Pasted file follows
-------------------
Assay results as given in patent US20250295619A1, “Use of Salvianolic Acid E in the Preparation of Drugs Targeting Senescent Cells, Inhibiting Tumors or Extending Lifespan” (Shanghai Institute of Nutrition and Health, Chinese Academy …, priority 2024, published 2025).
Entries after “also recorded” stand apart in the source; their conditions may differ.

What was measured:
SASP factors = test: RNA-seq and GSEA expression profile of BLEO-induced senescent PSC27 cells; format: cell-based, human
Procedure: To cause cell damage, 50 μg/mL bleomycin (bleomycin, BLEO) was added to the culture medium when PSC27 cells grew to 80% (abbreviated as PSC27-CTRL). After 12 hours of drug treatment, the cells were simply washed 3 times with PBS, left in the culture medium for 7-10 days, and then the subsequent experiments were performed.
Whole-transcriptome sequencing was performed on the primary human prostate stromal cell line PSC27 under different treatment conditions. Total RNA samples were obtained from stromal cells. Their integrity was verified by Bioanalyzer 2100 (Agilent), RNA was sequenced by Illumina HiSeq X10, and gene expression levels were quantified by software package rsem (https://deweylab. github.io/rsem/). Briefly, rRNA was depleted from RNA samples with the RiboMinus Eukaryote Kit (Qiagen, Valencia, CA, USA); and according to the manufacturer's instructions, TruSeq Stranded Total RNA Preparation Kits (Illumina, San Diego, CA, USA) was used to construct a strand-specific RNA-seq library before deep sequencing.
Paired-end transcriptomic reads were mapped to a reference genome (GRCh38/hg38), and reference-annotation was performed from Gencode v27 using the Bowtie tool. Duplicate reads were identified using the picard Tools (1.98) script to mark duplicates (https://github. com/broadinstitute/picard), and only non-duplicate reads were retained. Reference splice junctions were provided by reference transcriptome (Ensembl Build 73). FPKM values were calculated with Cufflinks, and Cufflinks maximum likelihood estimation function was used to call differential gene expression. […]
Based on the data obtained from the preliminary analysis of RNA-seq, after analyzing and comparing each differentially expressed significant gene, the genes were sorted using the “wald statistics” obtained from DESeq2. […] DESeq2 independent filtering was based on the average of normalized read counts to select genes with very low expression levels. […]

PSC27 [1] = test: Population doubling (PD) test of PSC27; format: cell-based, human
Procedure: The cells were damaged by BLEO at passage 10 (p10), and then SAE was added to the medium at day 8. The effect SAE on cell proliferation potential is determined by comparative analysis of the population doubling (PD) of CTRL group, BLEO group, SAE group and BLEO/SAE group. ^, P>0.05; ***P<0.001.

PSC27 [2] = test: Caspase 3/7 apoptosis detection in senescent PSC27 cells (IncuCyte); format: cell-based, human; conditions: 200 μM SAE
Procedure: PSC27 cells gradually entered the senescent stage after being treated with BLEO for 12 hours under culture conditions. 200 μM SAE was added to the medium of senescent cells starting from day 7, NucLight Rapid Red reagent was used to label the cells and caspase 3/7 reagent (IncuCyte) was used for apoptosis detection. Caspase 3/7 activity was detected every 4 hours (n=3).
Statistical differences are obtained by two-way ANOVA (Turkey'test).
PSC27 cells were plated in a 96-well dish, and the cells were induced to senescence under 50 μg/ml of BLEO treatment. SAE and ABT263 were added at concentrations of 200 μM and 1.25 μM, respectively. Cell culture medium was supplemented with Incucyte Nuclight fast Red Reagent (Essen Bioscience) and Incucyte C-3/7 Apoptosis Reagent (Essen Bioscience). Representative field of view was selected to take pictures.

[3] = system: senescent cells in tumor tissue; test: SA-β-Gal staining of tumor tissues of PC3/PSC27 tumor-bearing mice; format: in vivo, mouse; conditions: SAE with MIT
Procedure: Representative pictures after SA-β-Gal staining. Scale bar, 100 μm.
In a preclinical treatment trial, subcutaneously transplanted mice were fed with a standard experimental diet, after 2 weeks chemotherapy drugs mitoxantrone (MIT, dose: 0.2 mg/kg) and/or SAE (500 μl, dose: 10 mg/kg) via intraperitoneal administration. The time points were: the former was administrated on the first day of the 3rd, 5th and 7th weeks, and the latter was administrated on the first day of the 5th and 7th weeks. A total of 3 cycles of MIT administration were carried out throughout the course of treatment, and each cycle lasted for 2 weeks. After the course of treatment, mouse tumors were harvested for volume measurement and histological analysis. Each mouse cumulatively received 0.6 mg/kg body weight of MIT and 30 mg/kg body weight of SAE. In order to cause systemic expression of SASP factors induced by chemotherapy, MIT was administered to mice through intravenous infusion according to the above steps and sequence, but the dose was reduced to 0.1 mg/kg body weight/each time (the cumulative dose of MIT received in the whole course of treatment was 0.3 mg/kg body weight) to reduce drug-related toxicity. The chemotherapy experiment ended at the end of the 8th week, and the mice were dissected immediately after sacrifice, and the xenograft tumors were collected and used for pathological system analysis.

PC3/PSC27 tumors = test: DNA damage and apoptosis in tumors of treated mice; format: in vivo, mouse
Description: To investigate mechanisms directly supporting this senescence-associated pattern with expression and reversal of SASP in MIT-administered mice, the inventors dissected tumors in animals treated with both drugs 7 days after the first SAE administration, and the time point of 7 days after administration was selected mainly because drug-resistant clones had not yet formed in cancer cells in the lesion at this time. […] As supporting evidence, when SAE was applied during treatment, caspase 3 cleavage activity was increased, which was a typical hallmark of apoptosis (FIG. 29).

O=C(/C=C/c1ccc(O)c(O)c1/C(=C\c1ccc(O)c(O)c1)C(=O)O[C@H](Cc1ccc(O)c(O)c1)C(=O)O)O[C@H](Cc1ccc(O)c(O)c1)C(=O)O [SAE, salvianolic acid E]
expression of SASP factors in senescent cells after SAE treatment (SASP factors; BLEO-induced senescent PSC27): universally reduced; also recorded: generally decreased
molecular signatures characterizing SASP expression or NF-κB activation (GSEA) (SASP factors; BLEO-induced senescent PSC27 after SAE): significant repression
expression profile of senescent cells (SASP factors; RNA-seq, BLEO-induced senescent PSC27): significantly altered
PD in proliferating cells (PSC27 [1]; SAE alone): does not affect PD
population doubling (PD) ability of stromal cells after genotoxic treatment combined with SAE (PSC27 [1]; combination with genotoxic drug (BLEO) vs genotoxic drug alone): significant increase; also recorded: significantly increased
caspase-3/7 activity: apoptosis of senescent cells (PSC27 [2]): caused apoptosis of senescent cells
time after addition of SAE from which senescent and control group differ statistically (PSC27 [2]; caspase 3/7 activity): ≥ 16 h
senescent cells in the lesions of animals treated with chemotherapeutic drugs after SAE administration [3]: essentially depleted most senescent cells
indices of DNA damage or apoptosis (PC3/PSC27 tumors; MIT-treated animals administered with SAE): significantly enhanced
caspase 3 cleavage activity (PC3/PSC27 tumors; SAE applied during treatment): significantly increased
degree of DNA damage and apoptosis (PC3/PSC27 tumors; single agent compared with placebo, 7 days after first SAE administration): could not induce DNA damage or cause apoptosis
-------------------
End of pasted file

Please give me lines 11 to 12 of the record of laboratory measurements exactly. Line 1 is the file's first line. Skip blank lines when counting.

PSC27 [2] = test: Caspase 3/7 apoptosis detection in senescent PSC27 cells (IncuCyte); format: cell-based, human; conditions: 200 μM SAE
Procedure: PSC27 cells gradually entered the senescent stage after being treated with BLEO for 12 hours under culture conditions. 200 μM SAE was added to the medium of senescent cells starting from day 7, NucLight Rapid Red reagent was used to label the cells and caspase 3/7 reagent (IncuCyte) was used for apoptosis detection. Caspase 3/7 activity was detected every 4 hours (n=3).